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Old 01-24-2010, 09:15 AM
 
Location: Texas
14,076 posts, read 18,169,227 times
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Originally Posted by nezlie View Post
Saving our organs in the long run helps extend that enjoyment a little longer. Have you ever tried salt substitutes; they can help.
So far as I know, most salt substitutes contain potassium chloride, which isn't any more healthy for most people than is salt itself. In that regard, they're no different that sugar substitutes and I, for one, prefer to use what's natural rather than what's concocted in a laboratory.

Besides that, I just like the taste of salt and always have. Sometimes, I'll just dump a big pile of it into my hand and eat it straight. Yum yum! Drives my doctor and family health-nuts crazy, but so far I'm healthier than they are.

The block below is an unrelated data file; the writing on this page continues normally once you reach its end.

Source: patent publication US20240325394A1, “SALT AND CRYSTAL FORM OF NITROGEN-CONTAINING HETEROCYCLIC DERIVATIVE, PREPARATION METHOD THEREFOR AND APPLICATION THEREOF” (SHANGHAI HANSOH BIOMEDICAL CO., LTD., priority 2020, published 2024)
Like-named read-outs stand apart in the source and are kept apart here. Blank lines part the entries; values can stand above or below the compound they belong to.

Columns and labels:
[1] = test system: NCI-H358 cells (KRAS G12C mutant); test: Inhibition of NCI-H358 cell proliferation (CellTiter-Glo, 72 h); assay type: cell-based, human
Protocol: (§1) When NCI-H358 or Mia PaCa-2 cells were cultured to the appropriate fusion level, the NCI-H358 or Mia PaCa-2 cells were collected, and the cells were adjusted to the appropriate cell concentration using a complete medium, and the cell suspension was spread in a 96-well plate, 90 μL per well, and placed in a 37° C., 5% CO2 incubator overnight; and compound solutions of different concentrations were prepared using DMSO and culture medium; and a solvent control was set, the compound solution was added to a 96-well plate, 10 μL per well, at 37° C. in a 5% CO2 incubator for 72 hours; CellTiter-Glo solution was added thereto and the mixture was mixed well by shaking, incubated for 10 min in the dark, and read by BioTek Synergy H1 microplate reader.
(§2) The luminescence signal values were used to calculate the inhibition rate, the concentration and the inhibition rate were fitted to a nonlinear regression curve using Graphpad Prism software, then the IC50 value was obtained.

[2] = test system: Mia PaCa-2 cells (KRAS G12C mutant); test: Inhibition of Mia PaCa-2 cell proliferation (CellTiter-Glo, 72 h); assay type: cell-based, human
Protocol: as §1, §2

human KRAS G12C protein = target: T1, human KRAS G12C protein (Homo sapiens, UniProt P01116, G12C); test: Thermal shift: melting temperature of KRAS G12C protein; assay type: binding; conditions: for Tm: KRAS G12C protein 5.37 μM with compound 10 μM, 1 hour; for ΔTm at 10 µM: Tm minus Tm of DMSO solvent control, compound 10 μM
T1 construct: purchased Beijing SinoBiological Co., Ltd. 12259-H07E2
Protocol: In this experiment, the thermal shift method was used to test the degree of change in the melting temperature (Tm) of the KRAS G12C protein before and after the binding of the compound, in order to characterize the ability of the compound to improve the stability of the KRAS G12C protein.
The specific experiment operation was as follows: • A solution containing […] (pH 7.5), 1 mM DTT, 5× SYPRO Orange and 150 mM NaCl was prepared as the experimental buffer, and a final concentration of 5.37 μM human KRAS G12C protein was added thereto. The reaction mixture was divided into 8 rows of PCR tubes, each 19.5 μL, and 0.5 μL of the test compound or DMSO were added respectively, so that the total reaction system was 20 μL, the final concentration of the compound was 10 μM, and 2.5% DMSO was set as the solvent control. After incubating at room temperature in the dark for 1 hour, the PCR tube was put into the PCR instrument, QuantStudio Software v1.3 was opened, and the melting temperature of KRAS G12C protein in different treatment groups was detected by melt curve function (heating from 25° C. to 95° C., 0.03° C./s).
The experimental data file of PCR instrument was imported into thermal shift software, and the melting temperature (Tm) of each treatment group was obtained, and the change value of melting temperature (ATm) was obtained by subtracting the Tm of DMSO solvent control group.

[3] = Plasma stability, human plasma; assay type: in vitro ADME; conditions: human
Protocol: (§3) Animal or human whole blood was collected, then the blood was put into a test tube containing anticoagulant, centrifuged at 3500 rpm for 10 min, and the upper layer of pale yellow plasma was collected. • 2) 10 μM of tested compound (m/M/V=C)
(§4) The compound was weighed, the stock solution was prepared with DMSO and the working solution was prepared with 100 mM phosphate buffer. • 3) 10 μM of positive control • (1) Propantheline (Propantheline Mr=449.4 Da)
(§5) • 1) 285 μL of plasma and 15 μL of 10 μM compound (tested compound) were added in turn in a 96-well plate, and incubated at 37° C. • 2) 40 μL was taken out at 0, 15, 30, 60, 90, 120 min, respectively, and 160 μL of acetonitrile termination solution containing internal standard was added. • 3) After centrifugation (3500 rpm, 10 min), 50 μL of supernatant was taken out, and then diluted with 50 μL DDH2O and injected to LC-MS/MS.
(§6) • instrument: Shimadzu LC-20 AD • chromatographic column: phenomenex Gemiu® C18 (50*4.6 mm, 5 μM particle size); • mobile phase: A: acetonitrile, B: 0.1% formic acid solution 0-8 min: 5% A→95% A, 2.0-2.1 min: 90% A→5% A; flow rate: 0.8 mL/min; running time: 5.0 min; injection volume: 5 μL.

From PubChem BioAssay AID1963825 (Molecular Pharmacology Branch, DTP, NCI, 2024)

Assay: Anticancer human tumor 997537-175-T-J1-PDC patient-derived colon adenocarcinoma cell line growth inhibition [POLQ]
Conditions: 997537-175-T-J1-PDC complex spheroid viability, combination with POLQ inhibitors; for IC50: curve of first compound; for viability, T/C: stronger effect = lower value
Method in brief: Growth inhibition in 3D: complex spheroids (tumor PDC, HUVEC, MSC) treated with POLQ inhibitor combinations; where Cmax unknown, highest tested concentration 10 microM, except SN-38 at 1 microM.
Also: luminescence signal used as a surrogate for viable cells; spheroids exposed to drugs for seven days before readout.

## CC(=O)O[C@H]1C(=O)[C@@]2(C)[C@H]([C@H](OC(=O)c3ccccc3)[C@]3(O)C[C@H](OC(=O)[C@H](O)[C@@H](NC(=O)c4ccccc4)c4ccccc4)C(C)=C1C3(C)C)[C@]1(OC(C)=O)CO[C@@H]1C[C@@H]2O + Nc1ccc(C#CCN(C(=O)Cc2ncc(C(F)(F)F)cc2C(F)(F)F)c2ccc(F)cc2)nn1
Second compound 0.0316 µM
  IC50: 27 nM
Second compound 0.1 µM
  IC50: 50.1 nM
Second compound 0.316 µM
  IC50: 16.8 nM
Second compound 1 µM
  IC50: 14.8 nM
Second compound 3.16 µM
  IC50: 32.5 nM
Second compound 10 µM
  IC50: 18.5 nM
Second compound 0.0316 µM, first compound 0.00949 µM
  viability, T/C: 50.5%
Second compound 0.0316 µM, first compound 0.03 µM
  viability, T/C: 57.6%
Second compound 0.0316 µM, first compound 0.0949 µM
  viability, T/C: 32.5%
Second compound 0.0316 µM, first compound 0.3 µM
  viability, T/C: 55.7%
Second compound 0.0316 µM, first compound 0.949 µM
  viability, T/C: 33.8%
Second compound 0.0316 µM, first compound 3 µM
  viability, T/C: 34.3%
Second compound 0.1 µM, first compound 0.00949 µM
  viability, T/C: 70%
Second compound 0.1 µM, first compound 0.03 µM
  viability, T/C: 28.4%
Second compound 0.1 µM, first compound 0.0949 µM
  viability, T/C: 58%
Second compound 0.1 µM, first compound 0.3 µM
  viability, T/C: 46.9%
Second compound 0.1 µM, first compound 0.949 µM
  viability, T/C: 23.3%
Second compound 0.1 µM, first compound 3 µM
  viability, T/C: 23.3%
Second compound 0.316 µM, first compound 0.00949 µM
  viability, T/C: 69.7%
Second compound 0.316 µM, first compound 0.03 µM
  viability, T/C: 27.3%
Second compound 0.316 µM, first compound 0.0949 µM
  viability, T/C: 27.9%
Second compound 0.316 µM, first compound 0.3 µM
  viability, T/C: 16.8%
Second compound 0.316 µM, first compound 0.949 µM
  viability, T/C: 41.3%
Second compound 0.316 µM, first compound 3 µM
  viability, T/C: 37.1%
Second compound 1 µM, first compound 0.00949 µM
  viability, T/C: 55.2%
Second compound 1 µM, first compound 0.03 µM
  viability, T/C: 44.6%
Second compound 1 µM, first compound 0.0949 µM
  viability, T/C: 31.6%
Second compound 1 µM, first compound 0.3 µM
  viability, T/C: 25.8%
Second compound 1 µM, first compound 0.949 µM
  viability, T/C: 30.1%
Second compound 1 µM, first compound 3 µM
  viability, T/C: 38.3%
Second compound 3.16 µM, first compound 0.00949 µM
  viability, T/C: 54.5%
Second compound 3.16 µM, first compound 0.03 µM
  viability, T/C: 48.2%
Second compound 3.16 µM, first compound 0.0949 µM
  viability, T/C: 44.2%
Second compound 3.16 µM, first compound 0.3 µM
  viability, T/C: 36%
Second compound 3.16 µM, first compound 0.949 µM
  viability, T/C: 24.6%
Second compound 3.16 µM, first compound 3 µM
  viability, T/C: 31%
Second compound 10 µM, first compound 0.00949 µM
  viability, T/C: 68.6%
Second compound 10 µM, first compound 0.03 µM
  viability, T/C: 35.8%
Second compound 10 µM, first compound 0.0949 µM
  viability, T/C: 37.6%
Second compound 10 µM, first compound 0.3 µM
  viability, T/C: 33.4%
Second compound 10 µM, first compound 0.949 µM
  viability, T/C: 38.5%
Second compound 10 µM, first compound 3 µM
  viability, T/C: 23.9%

As you may have surmised, I don't pay a whole lot of attention to what's supposed to be "good" for me and never have. Yet, here I am at 60 and the only health problem I have is a slightly elevated blood pressure and I'm not too concerned about that either.

The only things I avoid are processed, pre-cooked foods and anything man made when a natural product is available. I'm convinced that most of what causes our poor health is eating the wrong stuff and then trying to offset that by taking pills or using substitutes which are man-made.

At least that's worked for me so far and even if I drop dead right now, having made it to 60 ain't bad. In fact, it's good enough for me.